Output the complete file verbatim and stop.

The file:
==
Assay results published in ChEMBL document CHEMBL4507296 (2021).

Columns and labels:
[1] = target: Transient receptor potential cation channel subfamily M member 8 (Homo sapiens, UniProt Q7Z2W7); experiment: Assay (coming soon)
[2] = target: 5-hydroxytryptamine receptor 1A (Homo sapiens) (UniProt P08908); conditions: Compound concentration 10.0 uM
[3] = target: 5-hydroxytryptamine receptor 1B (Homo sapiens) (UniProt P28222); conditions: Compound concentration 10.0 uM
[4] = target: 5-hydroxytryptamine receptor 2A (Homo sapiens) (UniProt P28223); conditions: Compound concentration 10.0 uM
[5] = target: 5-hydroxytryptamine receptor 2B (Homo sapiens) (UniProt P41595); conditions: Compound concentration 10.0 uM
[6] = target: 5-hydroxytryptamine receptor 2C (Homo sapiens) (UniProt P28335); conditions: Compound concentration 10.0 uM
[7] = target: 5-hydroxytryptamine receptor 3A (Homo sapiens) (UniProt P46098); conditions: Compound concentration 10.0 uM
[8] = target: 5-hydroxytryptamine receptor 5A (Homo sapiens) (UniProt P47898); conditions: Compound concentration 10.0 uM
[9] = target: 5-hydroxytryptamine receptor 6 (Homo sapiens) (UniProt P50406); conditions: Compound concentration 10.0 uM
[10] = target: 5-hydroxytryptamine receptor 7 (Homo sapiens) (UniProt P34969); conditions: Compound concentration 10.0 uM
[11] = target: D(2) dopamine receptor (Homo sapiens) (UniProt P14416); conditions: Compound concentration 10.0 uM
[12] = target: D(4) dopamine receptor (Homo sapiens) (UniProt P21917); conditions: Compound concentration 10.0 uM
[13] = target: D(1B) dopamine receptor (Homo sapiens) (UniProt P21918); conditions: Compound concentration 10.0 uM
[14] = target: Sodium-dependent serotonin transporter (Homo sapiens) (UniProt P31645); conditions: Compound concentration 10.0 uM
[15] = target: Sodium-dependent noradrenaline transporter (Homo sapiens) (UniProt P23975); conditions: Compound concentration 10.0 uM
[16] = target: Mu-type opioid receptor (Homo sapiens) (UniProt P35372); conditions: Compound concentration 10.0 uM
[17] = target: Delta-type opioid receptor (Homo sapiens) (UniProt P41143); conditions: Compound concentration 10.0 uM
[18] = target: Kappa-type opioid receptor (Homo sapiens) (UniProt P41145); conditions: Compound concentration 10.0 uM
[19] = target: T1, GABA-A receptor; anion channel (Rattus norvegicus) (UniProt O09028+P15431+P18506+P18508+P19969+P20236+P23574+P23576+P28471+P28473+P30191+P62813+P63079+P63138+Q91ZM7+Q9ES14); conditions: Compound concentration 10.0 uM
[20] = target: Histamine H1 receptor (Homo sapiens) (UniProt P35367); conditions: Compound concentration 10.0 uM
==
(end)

Assay results published in ChEMBL document CHEMBL4507296 (2021).

Columns and labels:
[1] = target: Transient receptor potential cation channel subfamily M member 8 (Homo sapiens, UniProt Q7Z2W7); experiment: Assay (coming soon)
[2] = target: 5-hydroxytryptamine receptor 1A (Homo sapiens) (UniProt P08908); conditions: Compound concentration 10.0 uM
[3] = target: 5-hydroxytryptamine receptor 1B (Homo sapiens) (UniProt P28222); conditions: Compound concentration 10.0 uM
[4] = target: 5-hydroxytryptamine receptor 2A (Homo sapiens) (UniProt P28223); conditions: Compound concentration 10.0 uM
[5] = target: 5-hydroxytryptamine receptor 2B (Homo sapiens) (UniProt P41595); conditions: Compound concentration 10.0 uM
[6] = target: 5-hydroxytryptamine receptor 2C (Homo sapiens) (UniProt P28335); conditions: Compound concentration 10.0 uM
[7] = target: 5-hydroxytryptamine receptor 3A (Homo sapiens) (UniProt P46098); conditions: Compound concentration 10.0 uM
[8] = target: 5-hydroxytryptamine receptor 5A (Homo sapiens) (UniProt P47898); conditions: Compound concentration 10.0 uM
[9] = target: 5-hydroxytryptamine receptor 6 (Homo sapiens) (UniProt P50406); conditions: Compound concentration 10.0 uM
[10] = target: 5-hydroxytryptamine receptor 7 (Homo sapiens) (UniProt P34969); conditions: Compound concentration 10.0 uM
[11] = target: D(2) dopamine receptor (Homo sapiens) (UniProt P14416); conditions: Compound concentration 10.0 uM
[12] = target: D(4) dopamine receptor (Homo sapiens) (UniProt P21917); conditions: Compound concentration 10.0 uM
[13] = target: D(1B) dopamine receptor (Homo sapiens) (UniProt P21918); conditions: Compound concentration 10.0 uM
[14] = target: Sodium-dependent serotonin transporter (Homo sapiens) (UniProt P31645); conditions: Compound concentration 10.0 uM
[15] = target: Sodium-dependent noradrenaline transporter (Homo sapiens) (UniProt P23975); conditions: Compound concentration 10.0 uM
[16] = target: Mu-type opioid receptor (Homo sapiens) (UniProt P35372); conditions: Compound concentration 10.0 uM
[17] = target: Delta-type opioid receptor (Homo sapiens) (UniProt P41143); conditions: Compound concentration 10.0 uM
[18] = target: Kappa-type opioid receptor (Homo sapiens) (UniProt P41145); conditions: Compound concentration 10.0 uM
[19] = target: T1, GABA-A receptor; anion channel (Rattus norvegicus) (UniProt O09028+P15431+P18506+P18508+P19969+P20236+P23574+P23576+P28471+P28473+P30191+P62813+P63079+P63138+Q91ZM7+Q9ES14); conditions: Compound concentration 10.0 uM
[20] = target: Histamine H1 receptor (Homo sapiens) (UniProt P35367); conditions: Compound concentration 10.0 uM